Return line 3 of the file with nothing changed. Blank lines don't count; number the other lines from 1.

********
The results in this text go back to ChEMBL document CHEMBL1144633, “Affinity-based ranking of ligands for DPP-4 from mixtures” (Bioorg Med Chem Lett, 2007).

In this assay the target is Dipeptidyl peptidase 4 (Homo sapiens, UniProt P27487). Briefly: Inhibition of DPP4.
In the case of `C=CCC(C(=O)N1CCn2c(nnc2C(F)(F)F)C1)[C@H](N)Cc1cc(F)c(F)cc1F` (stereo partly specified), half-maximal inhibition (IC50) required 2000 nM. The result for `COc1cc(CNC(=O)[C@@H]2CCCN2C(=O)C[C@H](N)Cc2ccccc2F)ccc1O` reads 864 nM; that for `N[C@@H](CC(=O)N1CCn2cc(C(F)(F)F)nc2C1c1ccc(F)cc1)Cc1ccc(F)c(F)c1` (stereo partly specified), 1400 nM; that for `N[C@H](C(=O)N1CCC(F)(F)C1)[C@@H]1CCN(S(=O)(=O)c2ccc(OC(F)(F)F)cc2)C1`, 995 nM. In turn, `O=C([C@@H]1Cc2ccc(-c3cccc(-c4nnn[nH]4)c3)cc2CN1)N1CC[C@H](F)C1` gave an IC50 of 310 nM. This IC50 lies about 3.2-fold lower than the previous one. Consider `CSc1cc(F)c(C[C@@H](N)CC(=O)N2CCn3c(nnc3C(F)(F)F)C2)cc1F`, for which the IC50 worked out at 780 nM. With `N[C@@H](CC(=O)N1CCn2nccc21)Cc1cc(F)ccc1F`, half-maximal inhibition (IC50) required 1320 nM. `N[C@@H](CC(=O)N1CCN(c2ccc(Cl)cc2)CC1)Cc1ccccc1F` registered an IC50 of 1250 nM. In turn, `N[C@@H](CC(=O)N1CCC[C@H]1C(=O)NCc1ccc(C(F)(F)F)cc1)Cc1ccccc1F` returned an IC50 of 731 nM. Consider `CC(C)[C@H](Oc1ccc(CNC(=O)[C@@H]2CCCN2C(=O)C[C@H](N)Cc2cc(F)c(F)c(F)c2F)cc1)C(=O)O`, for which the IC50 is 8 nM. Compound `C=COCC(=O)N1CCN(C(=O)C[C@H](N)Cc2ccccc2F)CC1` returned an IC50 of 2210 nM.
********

In the case of `C=CCC(C(=O)N1CCn2c(nnc2C(F)(F)F)C1)[C@H](N)Cc1cc(F)c(F)cc1F` (stereo partly specified), half-maximal inhibition (IC50) required 2000 nM. The result for `COc1cc(CNC(=O)[C@@H]2CCCN2C(=O)C[C@H](N)Cc2ccccc2F)ccc1O` reads 864 nM; that for `N[C@@H](CC(=O)N1CCn2cc(C(F)(F)F)nc2C1c1ccc(F)cc1)Cc1ccc(F)c(F)c1` (stereo partly specified), 1400 nM; that for `N[C@H](C(=O)N1CCC(F)(F)C1)[C@@H]1CCN(S(=O)(=O)c2ccc(OC(F)(F)F)cc2)C1`, 995 nM. In turn, `O=C([C@@H]1Cc2ccc(-c3cccc(-c4nnn[nH]4)c3)cc2CN1)N1CC[C@H](F)C1` gave an IC50 of 310 nM. This IC50 lies about 3.2-fold lower than the previous one. Consider `CSc1cc(F)c(C[C@@H](N)CC(=O)N2CCn3c(nnc3C(F)(F)F)C2)cc1F`, for which the IC50 worked out at 780 nM. With `N[C@@H](CC(=O)N1CCn2nccc21)Cc1cc(F)ccc1F`, half-maximal inhibition (IC50) required 1320 nM. `N[C@@H](CC(=O)N1CCN(c2ccc(Cl)cc2)CC1)Cc1ccccc1F` registered an IC50 of 1250 nM. In turn, `N[C@@H](CC(=O)N1CCC[C@H]1C(=O)NCc1ccc(C(F)(F)F)cc1)Cc1ccccc1F` returned an IC50 of 731 nM. Consider `CC(C)[C@H](Oc1ccc(CNC(=O)[C@@H]2CCCN2C(=O)C[C@H](N)Cc2cc(F)c(F)c(F)c2F)cc1)C(=O)O`, for which the IC50 is 8 nM. Compound `C=COCC(=O)N1CCN(C(=O)C[C@H](N)Cc2ccccc2F)CC1` returned an IC50 of 2210 nM.